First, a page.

Conversely, a retrospective study that reviewed 119 MF patients concluded that the mean NLR was higher in the patients compared to healthy controls (mean ± SD: 2.07 ± 1.17 vs. 1.76 ± 0.53; p < 0.05). Moreover, NLR values > 2.85 at diagnosis were positively correlated with advanced disease stage and disease progression, indicating that a high NLR at diagnosis is a poor prognostic factor for identifying high-risk patients with MF [66]. Similarly, in a recent study from Italy, Di Raimondo et al. [67] analyzed the association of baseline NLR before confirming MF diagnosis and the clinical disease characteristics of 302 patients presenting with variable disease stages. Applying the cut-off value of NLR = 2.3 (calculated using the ROC procedure), they found that a higher NLR is associated with allocation to a high-grade disease stage (stages higher than IIB, p = 0.001); however, not with the risk of stage progression (p = 0.077).
Table 1. Compilation of studies reporting on the association of NLR with the clinical features of skin cancers, other than malignant melanoma.
Table 1. Compilation of studies reporting on the association of NLR with the clinical features of skin cancers, other than malignant melanoma.
Skin CancerStudyEntity/Patients (n) Results
Author/Year *CountryType End PointOutcome
KSCDi Raimondo/2022 [43]ItalyRScSCC/51Tumor stageNLR > 3.07 at diagnosis was associated with a higher than stage I
Strippoli/2021 [42]ItalyRSadvanced-metastatic cSCC/30Response to cemiplimabLow baseline NLR correlated with a better treatment response
Seddon/2016 [40]New ZealandRScSCC/168Patient’s immune stateNLR was higher in immunosuppressed compared to immunocompetent patients (NLR = 3.0, range: 0.7–23.0; p < 0.001)
Derebaşınlıoğlu/2022 [38]TurkeyRSBCC/144 cSCC/84Differential diagnosisNLR was higher in cSCC compared to BCC patients
Tumor locationNo statistical differences in NLR according to location
LN metastasesHigher PLR levels (>180.7) and PltxNLR (>747) were correlated with higher risk of LN metastasis at the time of initial diagnosis
Maeda/2022 [41]JapanRScSCC/222Disease-specific survivalAn elevated NLR was an independent prognostic factor for adverse DSM
SLN metastasisAn elevated NLR was a predictive factor for SLN positivity
Cutaneous adeno-carcinomaMaeda/2022 [46]JapanRSEMPD/109MetastasesHigher NLR in patients with metastatic EMPD (mean: 3.39 vs. 2.53; p < 0.005)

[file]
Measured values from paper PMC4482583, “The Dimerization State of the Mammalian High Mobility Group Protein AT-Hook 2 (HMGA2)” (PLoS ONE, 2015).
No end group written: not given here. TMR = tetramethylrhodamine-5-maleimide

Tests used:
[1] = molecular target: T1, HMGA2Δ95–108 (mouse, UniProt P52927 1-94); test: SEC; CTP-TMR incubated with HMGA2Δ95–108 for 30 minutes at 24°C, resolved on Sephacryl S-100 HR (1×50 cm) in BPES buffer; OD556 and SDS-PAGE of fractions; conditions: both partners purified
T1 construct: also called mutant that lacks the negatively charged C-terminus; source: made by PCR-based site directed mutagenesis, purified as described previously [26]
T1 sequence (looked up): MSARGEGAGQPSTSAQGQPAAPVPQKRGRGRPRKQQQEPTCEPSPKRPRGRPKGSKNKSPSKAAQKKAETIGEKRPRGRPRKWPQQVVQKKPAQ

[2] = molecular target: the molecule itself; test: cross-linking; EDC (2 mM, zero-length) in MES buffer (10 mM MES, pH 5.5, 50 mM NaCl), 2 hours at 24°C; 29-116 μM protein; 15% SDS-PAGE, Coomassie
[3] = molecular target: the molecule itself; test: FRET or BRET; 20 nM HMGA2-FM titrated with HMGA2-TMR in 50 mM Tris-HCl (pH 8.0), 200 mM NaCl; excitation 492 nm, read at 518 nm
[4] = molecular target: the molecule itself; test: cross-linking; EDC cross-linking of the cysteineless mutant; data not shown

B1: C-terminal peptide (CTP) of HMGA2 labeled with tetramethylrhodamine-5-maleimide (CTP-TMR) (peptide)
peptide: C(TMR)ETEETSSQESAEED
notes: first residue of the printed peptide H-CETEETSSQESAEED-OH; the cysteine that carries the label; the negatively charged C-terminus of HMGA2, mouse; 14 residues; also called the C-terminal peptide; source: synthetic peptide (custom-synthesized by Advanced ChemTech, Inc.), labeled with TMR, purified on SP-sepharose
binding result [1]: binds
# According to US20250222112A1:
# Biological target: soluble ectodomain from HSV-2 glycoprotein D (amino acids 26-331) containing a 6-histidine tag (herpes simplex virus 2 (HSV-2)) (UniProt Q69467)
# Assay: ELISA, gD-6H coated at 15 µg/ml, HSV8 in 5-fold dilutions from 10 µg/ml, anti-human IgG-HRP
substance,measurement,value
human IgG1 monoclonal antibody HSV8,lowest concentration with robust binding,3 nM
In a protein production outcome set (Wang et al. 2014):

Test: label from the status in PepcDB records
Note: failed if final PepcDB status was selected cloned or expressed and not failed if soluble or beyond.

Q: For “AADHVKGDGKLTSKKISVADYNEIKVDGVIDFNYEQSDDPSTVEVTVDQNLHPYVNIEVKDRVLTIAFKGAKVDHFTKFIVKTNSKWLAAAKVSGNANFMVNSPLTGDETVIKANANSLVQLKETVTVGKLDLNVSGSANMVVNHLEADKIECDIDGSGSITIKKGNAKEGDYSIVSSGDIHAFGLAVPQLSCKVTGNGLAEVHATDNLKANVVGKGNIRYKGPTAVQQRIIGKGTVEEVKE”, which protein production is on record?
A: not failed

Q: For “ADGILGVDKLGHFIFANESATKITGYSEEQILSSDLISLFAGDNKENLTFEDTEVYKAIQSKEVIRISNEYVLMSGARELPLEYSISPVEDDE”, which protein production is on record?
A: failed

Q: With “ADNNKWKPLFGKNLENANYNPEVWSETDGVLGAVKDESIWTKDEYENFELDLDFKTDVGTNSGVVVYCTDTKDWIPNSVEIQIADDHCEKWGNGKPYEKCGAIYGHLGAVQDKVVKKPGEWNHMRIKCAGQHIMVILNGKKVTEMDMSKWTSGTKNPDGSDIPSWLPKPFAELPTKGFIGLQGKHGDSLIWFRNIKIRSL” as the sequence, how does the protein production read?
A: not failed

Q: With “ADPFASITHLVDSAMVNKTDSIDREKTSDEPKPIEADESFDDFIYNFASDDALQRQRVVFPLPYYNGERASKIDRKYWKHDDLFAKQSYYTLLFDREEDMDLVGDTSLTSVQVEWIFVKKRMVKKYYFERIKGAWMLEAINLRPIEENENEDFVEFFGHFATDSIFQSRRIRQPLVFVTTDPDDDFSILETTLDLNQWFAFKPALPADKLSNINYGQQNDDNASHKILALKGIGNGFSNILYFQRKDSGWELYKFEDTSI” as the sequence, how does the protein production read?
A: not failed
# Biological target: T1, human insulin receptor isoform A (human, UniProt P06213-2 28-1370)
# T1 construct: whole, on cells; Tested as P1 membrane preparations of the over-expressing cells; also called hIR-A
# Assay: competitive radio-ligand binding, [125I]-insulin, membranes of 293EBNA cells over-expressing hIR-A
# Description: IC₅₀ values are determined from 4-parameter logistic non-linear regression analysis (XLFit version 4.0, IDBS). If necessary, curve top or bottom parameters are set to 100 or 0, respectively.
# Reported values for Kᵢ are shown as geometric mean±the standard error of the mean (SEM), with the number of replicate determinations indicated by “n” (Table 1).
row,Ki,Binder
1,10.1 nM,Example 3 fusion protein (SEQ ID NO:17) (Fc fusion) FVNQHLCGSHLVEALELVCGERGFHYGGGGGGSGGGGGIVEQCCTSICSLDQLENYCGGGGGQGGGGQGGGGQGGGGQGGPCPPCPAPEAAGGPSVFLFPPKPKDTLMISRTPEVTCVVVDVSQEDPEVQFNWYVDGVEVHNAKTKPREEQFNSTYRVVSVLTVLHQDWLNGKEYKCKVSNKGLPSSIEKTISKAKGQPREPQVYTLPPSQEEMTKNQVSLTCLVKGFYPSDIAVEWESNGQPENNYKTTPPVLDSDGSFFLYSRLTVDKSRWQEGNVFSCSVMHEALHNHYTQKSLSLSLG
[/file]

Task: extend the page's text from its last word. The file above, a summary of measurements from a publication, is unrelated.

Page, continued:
OSNLR was an independent prognostic factors for OS (p = 0.019)
Maeda/2023 [47]JapanRSEMPD/85SLN metastasisNLR was independent predictor of SLN positivity
Ebata/2021 [48]JapanRSEMPD/137LN metastasesNLR > 3.0 was a predictor of LN metastasis (OR = 3.311, 95%CI: 1.117–9.804; p = 0.0380)
MCCZaragoza/2016 [51]FranceRSMCC/75Disease specific mortalityBaseline NLR ≥ 4 is independently associated with DSM (multivariate analysis; HR = 3.30, 95%CI: 1.21–9.01, p = 0.020)
Torchio/2020 [52]ItalyRSMCC/95DFSBaseline NLR was strongly associated with worse DFS (multivariate analysis: HR = 1.63, 95%CI: 1.34–1.99; p < 0.001)
OSBaseline NLR was strongly associated with worse OS (multivariate analysis: HR = 1.44, 95%CI: 1.10–1.90; p = 0.008)
Nghiem/2021 [53]USAPSAdvanced unresectable MCC treated with pembruli-zumab/50Treatment responseNLR across the first 3 months of therapy (but not any isolated value) correlated with improved objective response (p = 0.043)
OSNLR across the first 3 months of therapy (but not any isolated value) correlated with 30 months OS (p = 0.028)
Gambichler/2022 [54]GermanyRSStage I-III MCC/49Tumor stagePIV was higher in MCC stage II and III in comparison to MCC stage I
RecurrencePIV >372 was significantly associated with MCC recurrence (p < 0.0001)
Primary cutaneous sarcomasAwaji/2021 [59]JapanRSPCA/26OSNLR > 2.4 was an independent prognostic factor for shorter OS (hazard ratio = 5.04, 95%CI: 1.26–20.1; p = 0.022)
Suzuki/2017 [60]JapanRSASFS/17DiagnosisHigher NLR in patients (2.63 ± 0.94 in patient vs. 1.93 ± 0.81 in the control group; p = 0.0063)
Healthy controls/56
Primary cutaneous lymphomasEren/2016 [63]TurkeyRSMF/117Treatment indicationNSA
Progression in stageNSA
Time to progressionNSA
Gambichler/2022 [64]GermanyRSMF/29Treatment outcomeNSA
Patients’ survivalNSA
Vonderheid/2019 [65]USARSMF/98 Other/17PrognosisNSA
Cengiz/2017 [66]TurkeyRSMF/119DiagnosisHigher NLR in MF patients compared to controls (2.07 ± 1.17 vs. 1.76 ± 0.53; p < 0.05)
Disease stage and progression in stageNLR > 2.85 at diagnosis positively correlates with advanced disease stage and progression in stage
Di Raimondo/2023 [67]ItalyRSMF/302Disease stage and progression in stageNLR > 2.3 is associated with higher disease stage (>IIB), however, not with the risk of patients’ progression in stage (p = 0.077).
* The numbers refer to the list of references. Abbreviations: 95%CI: 95% confidence interval; KSC: keratinocyte skin cancer; RS: retrospective study; PS: prospective study; ASFS: angiosarcoma of the face and scalp; CR: complete response; BCC: basal cell carcinoma; cSCC: cutaneous squamous cell carcinoma; CTCL: cutaneous T cell lymphoma; DFS: disease-free survival; DSM: disease-specific mortality; EMPD: extra-mammary Paget disease; HR: hazard ratio; LN: lymph node; MCC: Merkel cell carcinoma; PLR: platelet-to-lymphocyte ratio; MF: mycosis fungoides; NLR: neutrophil-to-lymphocyte ratio; NSA: no significant association; OR: odds ratio; PIV: Pan-immune-inflammation value; OS: overall survival; PCA: primary cutaneous angiosarcoma; PR: partial response; SLN: sentinel lymph node.